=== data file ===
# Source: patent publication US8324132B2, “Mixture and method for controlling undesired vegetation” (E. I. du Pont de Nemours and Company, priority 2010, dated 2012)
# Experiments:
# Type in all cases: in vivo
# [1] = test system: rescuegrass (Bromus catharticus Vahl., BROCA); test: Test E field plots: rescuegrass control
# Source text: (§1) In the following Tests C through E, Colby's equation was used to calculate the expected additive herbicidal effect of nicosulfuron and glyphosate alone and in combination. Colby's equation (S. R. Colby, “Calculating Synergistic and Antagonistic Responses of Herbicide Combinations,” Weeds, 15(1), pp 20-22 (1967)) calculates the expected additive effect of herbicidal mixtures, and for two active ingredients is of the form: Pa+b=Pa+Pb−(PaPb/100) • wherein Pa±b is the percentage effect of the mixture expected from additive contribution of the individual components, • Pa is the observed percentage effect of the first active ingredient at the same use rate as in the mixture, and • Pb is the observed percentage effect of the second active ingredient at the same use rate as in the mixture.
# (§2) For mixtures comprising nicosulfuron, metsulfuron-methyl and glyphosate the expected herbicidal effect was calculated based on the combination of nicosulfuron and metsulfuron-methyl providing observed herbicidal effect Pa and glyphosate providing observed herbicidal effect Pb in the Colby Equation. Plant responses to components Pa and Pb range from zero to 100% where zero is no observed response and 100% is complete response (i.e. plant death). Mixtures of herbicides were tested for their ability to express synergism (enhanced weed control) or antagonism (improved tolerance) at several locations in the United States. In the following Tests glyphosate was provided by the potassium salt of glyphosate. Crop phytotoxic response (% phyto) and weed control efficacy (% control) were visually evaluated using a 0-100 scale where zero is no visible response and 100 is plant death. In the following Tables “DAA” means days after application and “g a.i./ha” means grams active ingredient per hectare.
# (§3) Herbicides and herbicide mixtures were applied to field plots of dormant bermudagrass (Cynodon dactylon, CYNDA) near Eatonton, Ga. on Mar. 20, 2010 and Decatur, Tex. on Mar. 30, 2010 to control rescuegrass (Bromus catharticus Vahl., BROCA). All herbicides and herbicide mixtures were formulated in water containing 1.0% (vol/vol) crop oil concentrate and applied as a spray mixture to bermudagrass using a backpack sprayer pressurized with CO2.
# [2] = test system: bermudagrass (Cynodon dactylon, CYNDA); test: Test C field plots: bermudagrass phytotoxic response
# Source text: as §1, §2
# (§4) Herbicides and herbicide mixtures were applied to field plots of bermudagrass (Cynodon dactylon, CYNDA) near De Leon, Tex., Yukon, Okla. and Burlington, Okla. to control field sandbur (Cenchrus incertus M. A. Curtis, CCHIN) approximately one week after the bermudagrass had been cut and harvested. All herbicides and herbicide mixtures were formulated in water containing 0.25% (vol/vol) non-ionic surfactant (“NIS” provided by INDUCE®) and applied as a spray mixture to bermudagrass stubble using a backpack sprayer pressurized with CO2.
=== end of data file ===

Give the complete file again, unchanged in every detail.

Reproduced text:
# Source: patent publication US8324132B2, “Mixture and method for controlling undesired vegetation” (E. I. du Pont de Nemours and Company, priority 2010, dated 2012)
# Experiments:
# Type in all cases: in vivo
# [1] = test system: rescuegrass (Bromus catharticus Vahl., BROCA); test: Test E field plots: rescuegrass control
# Source text: (§1) In the following Tests C through E, Colby's equation was used to calculate the expected additive herbicidal effect of nicosulfuron and glyphosate alone and in combination. Colby's equation (S. R. Colby, “Calculating Synergistic and Antagonistic Responses of Herbicide Combinations,” Weeds, 15(1), pp 20-22 (1967)) calculates the expected additive effect of herbicidal mixtures, and for two active ingredients is of the form: Pa+b=Pa+Pb−(PaPb/100) • wherein Pa±b is the percentage effect of the mixture expected from additive contribution of the individual components, • Pa is the observed percentage effect of the first active ingredient at the same use rate as in the mixture, and • Pb is the observed percentage effect of the second active ingredient at the same use rate as in the mixture.
# (§2) For mixtures comprising nicosulfuron, metsulfuron-methyl and glyphosate the expected herbicidal effect was calculated based on the combination of nicosulfuron and metsulfuron-methyl providing observed herbicidal effect Pa and glyphosate providing observed herbicidal effect Pb in the Colby Equation. Plant responses to components Pa and Pb range from zero to 100% where zero is no observed response and 100% is complete response (i.e. plant death). Mixtures of herbicides were tested for their ability to express synergism (enhanced weed control) or antagonism (improved tolerance) at several locations in the United States. In the following Tests glyphosate was provided by the potassium salt of glyphosate. Crop phytotoxic response (% phyto) and weed control efficacy (% control) were visually evaluated using a 0-100 scale where zero is no visible response and 100 is plant death. In the following Tables “DAA” means days after application and “g a.i./ha” means grams active ingredient per hectare.
# (§3) Herbicides and herbicide mixtures were applied to field plots of dormant bermudagrass (Cynodon dactylon, CYNDA) near Eatonton, Ga. on Mar. 20, 2010 and Decatur, Tex. on Mar. 30, 2010 to control rescuegrass (Bromus catharticus Vahl., BROCA). All herbicides and herbicide mixtures were formulated in water containing 1.0% (vol/vol) crop oil concentrate and applied as a spray mixture to bermudagrass using a backpack sprayer pressurized with CO2.
# [2] = test system: bermudagrass (Cynodon dactylon, CYNDA); test: Test C field plots: bermudagrass phytotoxic response
# Source text: as §1, §2
# (§4) Herbicides and herbicide mixtures were applied to field plots of bermudagrass (Cynodon dactylon, CYNDA) near De Leon, Tex., Yukon, Okla. and Burlington, Okla. to control field sandbur (Cenchrus incertus M. A. Curtis, CCHIN) approximately one week after the bermudagrass had been cut and harvested. All herbicides and herbicide mixtures were formulated in water containing 0.25% (vol/vol) non-ionic surfactant (“NIS” provided by INDUCE®) and applied as a spray mixture to bermudagrass stubble using a backpack sprayer pressurized with CO2.